- Raghoebir L, Bakker ER, Mills JC, Swagemakers S, Kempen MB, Munck AB, Driegen S, Meijer D, Grosveld F, Tibboel D, Smits R & Rottier RJ. (2012). SOX2 redirects the developmental fate of the intestinal epithelium toward a premature gastric phenotype. J Mol Cell Biol , 4, 377-85. PMID: 22679103 DOI.
- Goto A, Sumiyama K, Kamioka Y, Nakasyo E, Ito K, Iwasaki M, Enomoto H & Matsuda M. (2013). GDNF and endothelin 3 regulate migration of enteric neural crest-derived cells via protein kinase A and Rac1. J. Neurosci. , 33, 4901-12. PMID: 23486961 DOI.
- Mc Laughlin D, Murphy P & Puri P. (2014). Altered Tbx1 gene expression is associated with abnormal oesophageal development in the adriamycin mouse model of oesophageal atresia/tracheo-oesophageal fistula. Pediatr. Surg. Int. , 30, 143-9. PMID: 24356861 DOI.
- Developmental Biology (6th ed) Gilbert, Scott F. Sunderland (MA): Sinauer Associates, Inc.; c2000. The Digestive Tube and Its Derivatives | Endodermal development of a human embryo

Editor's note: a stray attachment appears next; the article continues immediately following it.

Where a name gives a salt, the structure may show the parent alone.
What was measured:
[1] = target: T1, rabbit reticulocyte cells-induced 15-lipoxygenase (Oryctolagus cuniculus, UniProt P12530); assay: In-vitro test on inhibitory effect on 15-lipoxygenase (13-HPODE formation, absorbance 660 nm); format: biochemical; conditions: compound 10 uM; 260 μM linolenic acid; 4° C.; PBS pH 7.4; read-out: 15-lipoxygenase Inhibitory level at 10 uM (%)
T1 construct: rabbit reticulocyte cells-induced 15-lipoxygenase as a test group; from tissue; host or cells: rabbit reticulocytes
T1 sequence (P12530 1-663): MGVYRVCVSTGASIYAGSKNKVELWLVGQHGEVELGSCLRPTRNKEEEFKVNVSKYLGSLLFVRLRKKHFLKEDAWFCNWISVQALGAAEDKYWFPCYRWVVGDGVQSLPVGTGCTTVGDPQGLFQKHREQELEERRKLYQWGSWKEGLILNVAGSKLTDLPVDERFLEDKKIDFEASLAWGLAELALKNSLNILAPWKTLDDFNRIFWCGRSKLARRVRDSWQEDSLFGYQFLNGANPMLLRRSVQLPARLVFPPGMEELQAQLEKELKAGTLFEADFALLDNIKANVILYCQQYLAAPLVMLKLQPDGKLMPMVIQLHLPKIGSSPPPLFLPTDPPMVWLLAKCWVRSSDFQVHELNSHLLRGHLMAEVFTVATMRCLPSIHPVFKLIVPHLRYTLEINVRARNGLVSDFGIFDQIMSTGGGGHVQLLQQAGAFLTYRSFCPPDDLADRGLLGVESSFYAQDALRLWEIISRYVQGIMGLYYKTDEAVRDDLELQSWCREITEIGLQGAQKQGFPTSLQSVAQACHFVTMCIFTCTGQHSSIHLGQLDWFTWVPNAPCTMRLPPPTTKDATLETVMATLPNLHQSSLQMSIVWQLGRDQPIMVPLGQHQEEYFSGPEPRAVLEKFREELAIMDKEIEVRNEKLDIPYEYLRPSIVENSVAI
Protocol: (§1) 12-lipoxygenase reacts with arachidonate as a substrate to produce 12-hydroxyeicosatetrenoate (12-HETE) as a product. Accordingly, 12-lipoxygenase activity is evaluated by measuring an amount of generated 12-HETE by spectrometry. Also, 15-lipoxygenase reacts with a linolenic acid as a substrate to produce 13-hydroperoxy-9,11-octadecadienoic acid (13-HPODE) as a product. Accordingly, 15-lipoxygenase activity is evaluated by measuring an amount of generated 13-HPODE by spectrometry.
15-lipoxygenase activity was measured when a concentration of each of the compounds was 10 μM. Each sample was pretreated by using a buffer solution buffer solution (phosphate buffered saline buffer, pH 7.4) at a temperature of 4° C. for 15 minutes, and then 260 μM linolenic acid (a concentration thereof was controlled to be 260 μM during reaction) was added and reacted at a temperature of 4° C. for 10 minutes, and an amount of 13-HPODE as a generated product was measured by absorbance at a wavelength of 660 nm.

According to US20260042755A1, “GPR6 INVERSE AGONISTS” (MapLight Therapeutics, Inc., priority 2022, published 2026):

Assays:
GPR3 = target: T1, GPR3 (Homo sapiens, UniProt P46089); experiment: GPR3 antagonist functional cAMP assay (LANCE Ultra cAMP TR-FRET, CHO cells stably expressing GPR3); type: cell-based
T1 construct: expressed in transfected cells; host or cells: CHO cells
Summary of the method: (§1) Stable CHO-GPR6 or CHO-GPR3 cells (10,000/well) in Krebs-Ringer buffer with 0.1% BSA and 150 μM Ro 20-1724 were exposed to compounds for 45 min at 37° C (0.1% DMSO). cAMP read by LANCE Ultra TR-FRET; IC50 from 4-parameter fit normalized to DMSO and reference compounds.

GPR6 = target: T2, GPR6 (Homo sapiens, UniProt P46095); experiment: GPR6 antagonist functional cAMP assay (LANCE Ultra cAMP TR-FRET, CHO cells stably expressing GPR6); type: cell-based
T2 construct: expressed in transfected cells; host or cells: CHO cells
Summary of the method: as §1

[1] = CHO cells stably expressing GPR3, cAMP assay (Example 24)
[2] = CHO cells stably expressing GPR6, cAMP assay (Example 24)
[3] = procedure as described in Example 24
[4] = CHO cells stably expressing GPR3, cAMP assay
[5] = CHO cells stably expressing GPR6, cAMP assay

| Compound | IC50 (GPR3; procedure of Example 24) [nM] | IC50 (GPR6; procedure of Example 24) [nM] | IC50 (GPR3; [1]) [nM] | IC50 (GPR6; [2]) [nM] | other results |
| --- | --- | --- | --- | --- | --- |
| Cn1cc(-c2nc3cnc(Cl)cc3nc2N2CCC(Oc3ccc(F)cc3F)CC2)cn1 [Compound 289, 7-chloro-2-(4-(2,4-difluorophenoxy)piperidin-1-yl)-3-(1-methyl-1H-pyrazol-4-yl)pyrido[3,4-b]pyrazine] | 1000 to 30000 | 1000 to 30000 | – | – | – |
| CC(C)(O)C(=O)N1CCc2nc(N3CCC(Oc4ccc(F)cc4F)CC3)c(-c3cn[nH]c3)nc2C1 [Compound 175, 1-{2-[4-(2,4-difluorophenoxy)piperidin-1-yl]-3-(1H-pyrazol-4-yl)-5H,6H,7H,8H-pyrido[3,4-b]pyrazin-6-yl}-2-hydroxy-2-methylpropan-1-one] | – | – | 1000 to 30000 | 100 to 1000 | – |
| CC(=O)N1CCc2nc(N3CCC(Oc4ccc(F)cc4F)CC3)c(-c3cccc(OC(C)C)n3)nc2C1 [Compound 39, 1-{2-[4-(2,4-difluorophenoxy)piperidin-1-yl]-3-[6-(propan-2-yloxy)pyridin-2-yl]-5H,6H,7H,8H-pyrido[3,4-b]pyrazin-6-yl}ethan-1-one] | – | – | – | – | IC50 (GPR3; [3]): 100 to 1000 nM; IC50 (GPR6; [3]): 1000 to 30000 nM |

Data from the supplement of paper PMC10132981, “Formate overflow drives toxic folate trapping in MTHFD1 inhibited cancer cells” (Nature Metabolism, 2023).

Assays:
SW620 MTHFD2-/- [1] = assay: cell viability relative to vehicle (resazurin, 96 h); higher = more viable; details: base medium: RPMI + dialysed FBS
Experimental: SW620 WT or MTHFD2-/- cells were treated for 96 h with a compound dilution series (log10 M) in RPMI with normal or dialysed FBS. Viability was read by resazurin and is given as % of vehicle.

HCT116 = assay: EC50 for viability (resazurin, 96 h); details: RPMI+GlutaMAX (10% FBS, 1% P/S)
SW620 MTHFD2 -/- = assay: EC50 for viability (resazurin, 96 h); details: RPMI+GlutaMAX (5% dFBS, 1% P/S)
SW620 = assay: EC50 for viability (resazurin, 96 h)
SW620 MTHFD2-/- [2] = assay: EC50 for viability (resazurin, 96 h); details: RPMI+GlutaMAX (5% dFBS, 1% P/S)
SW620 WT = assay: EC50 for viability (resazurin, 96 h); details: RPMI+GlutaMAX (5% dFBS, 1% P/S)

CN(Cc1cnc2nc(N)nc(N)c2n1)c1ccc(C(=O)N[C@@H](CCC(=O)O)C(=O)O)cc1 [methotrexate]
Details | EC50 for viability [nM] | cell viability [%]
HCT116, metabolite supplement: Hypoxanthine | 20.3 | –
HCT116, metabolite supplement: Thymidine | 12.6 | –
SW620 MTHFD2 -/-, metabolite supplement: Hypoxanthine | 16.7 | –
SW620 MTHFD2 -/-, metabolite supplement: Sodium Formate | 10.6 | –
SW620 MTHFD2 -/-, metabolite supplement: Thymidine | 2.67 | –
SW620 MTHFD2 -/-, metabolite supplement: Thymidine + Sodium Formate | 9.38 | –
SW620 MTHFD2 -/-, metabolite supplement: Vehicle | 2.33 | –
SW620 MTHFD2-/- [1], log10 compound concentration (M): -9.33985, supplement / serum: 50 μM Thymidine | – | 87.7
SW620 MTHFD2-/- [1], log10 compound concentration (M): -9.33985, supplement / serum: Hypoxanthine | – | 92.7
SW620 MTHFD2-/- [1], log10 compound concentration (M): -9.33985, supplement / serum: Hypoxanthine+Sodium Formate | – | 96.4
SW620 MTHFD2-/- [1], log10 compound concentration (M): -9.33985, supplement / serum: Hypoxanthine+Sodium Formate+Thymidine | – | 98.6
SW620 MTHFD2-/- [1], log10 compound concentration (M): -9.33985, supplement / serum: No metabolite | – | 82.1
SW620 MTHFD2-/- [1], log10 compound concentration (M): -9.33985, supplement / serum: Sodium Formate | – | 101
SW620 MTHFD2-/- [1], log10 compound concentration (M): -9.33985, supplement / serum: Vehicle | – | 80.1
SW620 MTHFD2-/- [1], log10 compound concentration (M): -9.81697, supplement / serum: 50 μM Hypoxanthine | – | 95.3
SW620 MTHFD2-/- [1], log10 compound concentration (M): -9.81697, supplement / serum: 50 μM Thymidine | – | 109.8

- The Gastrointestinal Circulation Peter R. Kvietys. San Rafael (CA): Morgan & Claypool Publishers; 2010. Table of Contents
- Motor Function of the Pharynx, Esophagus, and its Sphincters. Mittal RK. San Rafael (CA): Morgan & Claypool Life Sciences; 2011. Table of Contents
- Search NLM Online Textbooks "gastrointestinal tract" : Developmental Biology | Endocrinology | Molecular Biology of the Cell | The Cell- A molecular Approach
- The Elements of Embryology by Foster, M., Balfour, F. M., Sedgwick, A., & Heape, W. (1883) The Alimentary Canal and its Appendages
- Text-Book of the Embryology of Man and Mammals by Dr Oscar Hertwig (1892) The Organs of the Inner Germ-Layer The Alimentary Tube with its Appended Organs
- Atlas of the Development of Man Volume 2 by Julius Kollmann (1907) Gastrointestinal
- Text-Book of Embryology by Bailey, F.R. and Miller, A.M. (1921) Alimentary tube and organs
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|Embryology History | Historic Embryology Papers)|
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|Gastrointestinal Tract Terms|
- Glossary: A | B | C | D | E | F | G | H | I | J | K | L | M | N | O | P | Q | R | S | T | U | V | W | X | Y | Z | Numbers | Symbols | Term Link
Cite this page: Hill, M.A. (2020, July 11) Embryology Gastrointestinal Tract - Oesophagus Development. Retrieved from https://embryology.med.unsw.edu.au/embryology/index.php/Gastrointestinal_Tract_-_Oesophagus_Development
- © Dr Mark Hill 2020, UNSW Embryology ISBN: 978 0 7334 2609 4 - UNSW CRICOS Provider Code No. 00098G